A 16-year-old girl is organising an essay competition which she hopes will make it easier for teens to open up about their sexuality and gender identity.
Crystal Sang, a year 12 student at St Cuthbert's College is planning the contest - without the school's knowledge - after seeing how tough it was for a school mate to come out.
"I saw in my friend that it can be really tough to come out and really difficult to do it on your own as a teenager," Sang said.
"Writing may be an easier way than speaking to get things off your chest.
"I hope this competition will give high school students who are part of the LGBTI (lesbian, gay, bi, trans and intersex) community and their friends an opportunity to do so."
Originally from China, Sang says she comes from a rather conservative family background.
She is not lesbian or bi, but said she is aware of the bigotry out there and the challenges LGBTI young people faced.
"It may be legal for gay marriages, but as a society there is still little understanding and acceptance for LGBTI people," Sang said.
"Many young people hide their identity because they just don't know what reaction they will get from family and friends if they came out."
Sang is still in the process of looking for sponsors and judges for the competition, which she hopes to run in September.
"What allyship means to me" is the theme of the contest, which is aimed at promoting awareness about the presence of a youth LGBTIQ community here and show how critical allies are for them, she said.
"My hope is that through the submissions we receive, interested readers can develop a fuller understanding of how to be a good ally and how critical allies are for LGBTIQ youth," Sang said.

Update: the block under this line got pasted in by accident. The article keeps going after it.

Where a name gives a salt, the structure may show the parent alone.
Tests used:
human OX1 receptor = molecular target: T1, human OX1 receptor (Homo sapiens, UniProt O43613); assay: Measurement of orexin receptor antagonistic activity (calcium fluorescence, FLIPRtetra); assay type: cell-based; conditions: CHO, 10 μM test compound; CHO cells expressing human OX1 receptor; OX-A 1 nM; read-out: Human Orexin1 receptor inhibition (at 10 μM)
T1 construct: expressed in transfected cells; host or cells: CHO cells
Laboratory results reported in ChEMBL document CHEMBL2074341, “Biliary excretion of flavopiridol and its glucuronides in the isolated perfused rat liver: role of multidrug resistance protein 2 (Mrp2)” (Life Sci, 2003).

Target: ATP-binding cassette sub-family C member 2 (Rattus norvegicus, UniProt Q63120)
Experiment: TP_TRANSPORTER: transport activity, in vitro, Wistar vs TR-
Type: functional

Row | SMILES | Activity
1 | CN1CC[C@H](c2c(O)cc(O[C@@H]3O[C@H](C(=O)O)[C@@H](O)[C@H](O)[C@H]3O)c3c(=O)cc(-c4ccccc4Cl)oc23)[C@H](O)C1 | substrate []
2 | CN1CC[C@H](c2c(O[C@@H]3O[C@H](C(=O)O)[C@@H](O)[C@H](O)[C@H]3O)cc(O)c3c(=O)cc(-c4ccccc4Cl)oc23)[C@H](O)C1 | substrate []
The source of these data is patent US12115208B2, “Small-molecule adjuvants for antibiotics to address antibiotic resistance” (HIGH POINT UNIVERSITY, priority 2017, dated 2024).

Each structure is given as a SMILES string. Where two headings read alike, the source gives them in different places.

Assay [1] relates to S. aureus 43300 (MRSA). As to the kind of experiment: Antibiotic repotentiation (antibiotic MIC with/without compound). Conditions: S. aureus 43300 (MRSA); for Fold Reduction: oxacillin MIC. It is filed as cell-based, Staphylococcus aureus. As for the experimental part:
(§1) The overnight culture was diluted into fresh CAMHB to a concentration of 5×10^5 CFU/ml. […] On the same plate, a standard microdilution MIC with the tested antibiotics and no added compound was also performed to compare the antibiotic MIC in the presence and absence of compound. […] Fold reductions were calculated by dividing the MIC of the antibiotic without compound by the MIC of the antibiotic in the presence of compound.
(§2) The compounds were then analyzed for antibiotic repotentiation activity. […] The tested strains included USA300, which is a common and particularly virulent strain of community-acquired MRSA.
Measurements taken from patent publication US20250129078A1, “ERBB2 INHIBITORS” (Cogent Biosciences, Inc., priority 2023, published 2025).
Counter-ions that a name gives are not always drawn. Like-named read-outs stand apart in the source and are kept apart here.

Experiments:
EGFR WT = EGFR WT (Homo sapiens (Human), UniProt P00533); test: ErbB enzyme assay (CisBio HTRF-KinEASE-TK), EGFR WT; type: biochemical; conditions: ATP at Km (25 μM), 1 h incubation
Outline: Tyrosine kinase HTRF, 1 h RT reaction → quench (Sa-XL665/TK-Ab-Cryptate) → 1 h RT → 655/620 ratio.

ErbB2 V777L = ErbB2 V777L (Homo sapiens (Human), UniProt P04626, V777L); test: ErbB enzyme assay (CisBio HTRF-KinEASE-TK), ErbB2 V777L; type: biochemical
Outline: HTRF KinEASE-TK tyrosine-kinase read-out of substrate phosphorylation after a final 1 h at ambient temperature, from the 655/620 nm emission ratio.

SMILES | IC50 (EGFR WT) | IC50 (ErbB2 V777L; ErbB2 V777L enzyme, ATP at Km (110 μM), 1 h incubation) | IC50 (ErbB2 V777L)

St Cuthbert's College Principal Justine Mahon said the school was unaware of the competition as it was something Sang and her friends had undertaken independently.
"However, I think it is a fantastic idea, and will be helpful in raising awareness about the importance of accepting people for who they are, and supporting each other over the establishment of their identity," Mahon said.
She said the school will publicise the competition and the essays themselves through its social media channels.
"St Cuthbert's is very supportive of all our girls and the establishment of their identity, and we do understand how very difficult and sensitive it can be for girls to come out and be open to their friends, family, and community about their sexuality," Mahon said.
"We encourage open and age appropriate discussions about sexuality, and our girls are educated and encouraged to understand that we are all unique, and to embrace diversity – whether it be ethnic, religious beliefs, or their sexuality."
At the school, LGBTI girls, their friends and supporters meet twice weekly, facilitated and supported by teachers.
"Our wrap around pastoral care approach to our girls ensures that if they need additional support or counselling, this is available," Mahon added.
According to the New Zealand Attitudes and Values study, about 2.6 per cent of New Zealanders identify as gay or lesbian, 1.8 per cent bisexual, 0.6 per cent bicurious, 0.5 per cent pansexual and 0.3 per cent asexual.